(1) It is written to appeal to theorists (academics) and practitioners. Although it is a thorough and in-depth study of the ideologies, it is devoid of dense, academic jargon; the idiom is clear, direct, and accessible (all technical terminology is thoroughly explained). E.g., students and practitioners having difficulty with the convoluted writings of contemporary scholars of curriculum, will find this book a welcome change!

(2) It adopts a `historicist' approach to the presentation of its subject-matter, which means that the author defines and analyzes the various `ideologies' in light of their contextual emergence and importance. This book is not simply presenting `facts' for memorization; the positions `live,' as it were, as historical realities!

(3) It provides the rigorous foundational knowledge needed in order for students to truly grasp the writings of contemporary philosophers of education and curriculum studies, e.g., when juxtaposing these `ideologies' a student sees more clearly `why' it is that proponents of the `scholar academic ideology' are opposed to the `child-centered ideology.' This allows the student to situate the views of Adler and Dewey within a legitimate historical context, which emerge as a product of a particular ideological world-view, of which education and curriculum are inextricably a part.

If you're a curriculum planner, evaluator, advocate, developer, or burgeoning theorist, you must have this book! “

J.M. Magrini
Adjunct Professor Philosophy and Ethics, College of Dupage, USA

I've been teaching courses on curriculum for many years and see Schiro's Curriculum Theory as a valuable reading, in particular for my 4th year teacher education students. What I like in particular about the book, apart from the content itself, is how well the book is structured and organized.

Dr Anna Olafsdottir
Department of Education, University of Akureyri
June 21, 2015

A good book for teachers and students of education. Creative and innovative way of presenting and rather difficult and conflicting visions of curriculum.

Dr Seidu Salifu
Teacher Training, NESCOT
October 12, 2011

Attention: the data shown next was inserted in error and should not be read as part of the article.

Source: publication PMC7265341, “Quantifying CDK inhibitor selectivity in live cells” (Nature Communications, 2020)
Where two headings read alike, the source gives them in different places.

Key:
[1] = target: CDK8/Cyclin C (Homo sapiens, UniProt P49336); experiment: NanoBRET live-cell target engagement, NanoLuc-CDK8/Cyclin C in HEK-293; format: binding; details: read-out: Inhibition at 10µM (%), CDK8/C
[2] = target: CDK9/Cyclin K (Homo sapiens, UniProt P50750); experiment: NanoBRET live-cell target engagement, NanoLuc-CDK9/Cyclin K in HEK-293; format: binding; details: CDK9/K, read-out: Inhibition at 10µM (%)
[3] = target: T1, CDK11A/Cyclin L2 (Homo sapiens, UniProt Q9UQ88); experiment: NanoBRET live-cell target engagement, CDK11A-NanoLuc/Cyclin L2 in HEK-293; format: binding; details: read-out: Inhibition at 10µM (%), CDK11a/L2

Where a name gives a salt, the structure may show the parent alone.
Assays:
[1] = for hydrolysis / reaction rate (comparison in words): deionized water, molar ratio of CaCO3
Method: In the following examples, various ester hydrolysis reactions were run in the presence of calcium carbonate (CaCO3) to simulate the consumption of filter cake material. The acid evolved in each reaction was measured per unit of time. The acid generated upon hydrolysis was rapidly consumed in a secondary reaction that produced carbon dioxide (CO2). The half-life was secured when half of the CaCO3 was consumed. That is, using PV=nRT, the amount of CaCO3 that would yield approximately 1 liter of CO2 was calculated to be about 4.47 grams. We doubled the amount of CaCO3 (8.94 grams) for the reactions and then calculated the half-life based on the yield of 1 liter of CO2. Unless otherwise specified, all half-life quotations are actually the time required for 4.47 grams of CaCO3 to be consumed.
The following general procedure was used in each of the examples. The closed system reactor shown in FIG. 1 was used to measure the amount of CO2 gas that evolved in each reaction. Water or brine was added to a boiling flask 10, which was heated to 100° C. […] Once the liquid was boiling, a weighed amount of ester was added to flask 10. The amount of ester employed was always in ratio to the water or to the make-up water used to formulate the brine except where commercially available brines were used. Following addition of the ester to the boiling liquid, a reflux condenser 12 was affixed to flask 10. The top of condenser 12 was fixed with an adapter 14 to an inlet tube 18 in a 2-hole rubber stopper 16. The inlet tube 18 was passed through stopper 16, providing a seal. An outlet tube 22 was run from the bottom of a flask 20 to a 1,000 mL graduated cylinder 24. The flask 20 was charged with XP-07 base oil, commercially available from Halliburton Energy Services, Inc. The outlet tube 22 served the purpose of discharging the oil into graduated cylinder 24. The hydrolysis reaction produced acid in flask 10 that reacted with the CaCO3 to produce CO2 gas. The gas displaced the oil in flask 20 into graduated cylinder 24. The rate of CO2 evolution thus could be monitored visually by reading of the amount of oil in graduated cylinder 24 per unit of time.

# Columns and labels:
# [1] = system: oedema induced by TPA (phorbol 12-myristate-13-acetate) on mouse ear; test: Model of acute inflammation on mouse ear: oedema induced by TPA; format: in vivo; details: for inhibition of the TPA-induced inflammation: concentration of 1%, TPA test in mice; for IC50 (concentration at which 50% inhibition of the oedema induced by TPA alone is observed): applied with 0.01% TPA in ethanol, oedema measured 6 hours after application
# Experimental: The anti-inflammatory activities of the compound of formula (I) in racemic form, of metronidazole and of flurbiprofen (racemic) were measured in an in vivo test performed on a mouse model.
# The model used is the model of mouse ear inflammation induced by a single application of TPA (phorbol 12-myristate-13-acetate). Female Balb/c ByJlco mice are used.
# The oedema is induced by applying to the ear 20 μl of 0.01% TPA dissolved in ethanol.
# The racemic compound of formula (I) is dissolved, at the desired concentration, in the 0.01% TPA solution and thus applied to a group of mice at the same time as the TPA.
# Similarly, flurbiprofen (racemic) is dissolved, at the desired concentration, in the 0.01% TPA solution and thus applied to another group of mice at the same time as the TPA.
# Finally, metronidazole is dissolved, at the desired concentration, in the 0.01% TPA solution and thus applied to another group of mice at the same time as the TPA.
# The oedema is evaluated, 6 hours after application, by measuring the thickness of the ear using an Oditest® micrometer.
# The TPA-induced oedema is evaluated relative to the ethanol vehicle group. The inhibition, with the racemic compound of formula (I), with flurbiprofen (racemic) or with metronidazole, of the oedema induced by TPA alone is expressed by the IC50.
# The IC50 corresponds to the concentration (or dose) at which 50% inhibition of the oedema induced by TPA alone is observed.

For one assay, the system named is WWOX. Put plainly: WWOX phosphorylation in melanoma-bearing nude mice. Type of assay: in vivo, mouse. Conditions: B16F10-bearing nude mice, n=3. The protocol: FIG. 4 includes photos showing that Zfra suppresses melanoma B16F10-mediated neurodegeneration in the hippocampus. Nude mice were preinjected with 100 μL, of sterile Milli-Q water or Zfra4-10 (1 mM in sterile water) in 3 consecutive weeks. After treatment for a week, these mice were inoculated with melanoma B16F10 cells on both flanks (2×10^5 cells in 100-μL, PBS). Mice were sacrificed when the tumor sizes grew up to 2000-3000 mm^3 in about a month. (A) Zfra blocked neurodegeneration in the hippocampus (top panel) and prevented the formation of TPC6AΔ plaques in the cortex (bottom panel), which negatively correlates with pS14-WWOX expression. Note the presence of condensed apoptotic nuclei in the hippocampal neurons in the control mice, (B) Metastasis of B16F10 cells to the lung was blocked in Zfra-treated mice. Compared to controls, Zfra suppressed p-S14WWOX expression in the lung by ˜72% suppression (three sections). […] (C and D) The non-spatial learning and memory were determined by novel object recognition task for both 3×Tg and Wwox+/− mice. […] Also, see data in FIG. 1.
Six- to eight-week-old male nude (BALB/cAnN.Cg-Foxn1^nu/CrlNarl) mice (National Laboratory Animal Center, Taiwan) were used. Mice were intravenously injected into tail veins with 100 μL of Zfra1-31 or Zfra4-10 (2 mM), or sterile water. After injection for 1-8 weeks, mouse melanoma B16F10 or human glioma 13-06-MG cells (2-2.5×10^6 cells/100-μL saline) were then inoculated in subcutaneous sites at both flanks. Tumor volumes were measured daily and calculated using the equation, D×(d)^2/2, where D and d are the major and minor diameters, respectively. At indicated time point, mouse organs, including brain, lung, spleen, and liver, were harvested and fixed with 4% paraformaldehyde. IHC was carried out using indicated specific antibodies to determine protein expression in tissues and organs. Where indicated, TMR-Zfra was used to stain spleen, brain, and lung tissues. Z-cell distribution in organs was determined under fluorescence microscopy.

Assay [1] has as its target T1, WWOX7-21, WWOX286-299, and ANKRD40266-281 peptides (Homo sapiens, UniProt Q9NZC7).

clearly describes the major curriculum philosophies which have infulenced the education system for many years

Mr Noel Ronan
Culinary Arts, Waterford Institute of Technology
August 30, 2011

This text draws the curtain back and reveals what is going on behind the scenes in education, in a very readable and practical way. It makes very clear the comparison between different curriculum ideologies, presenting the information objectively. Anecdotal examples help the reader relate the theory to their practice and add interest. Titles of wide ranging additional relevant reading materials are provided. Really good to have the extension activities available online. My students really engaged with the realisation of the different ideologies that underlie what they are teaching, and some have described how this is impacting positively on their practice as they experiment with adapting their planning and delivery. They have become much more aware of their potential influence on their students when considering the different perspectives presented by Schiro. An excellent resource for trainee teachers.

Ms Maggie Young
Education, Isle of Man College
November 2, 2010

offers easy to follow categories on major movements in curriculum but the level is more suited for undergraduate or possibly M.Ed. not doctorate level.

Dr Alan Stoskopf
Education Dept, Northeastern University
November 24, 2009

Sample Materials & Chapters

Chapter 5

Chapter 7

Schiro Web Extension Activities

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Michael Stephen Schiro

Michael Stephen Schiro has taught at the elementary, middle, and high school levels. He received his bachelorate from Tufts University and his doctorate from Harvard University. In the 1960’s he worked for school desegregation n North Carolina. In the 1970’s he worked to improve urban education in Lowell, Massachusetts. He was chair of the Department of Teacher Education and School Administration at Boston College in the 1980’s. He specializes in mathematics education and curriculum theory, and taught courses in mathematics education, curriculum theory, computer education, literacy, and multicultural education at Boston College from 1974... More About Author

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ISBN: 9781412953153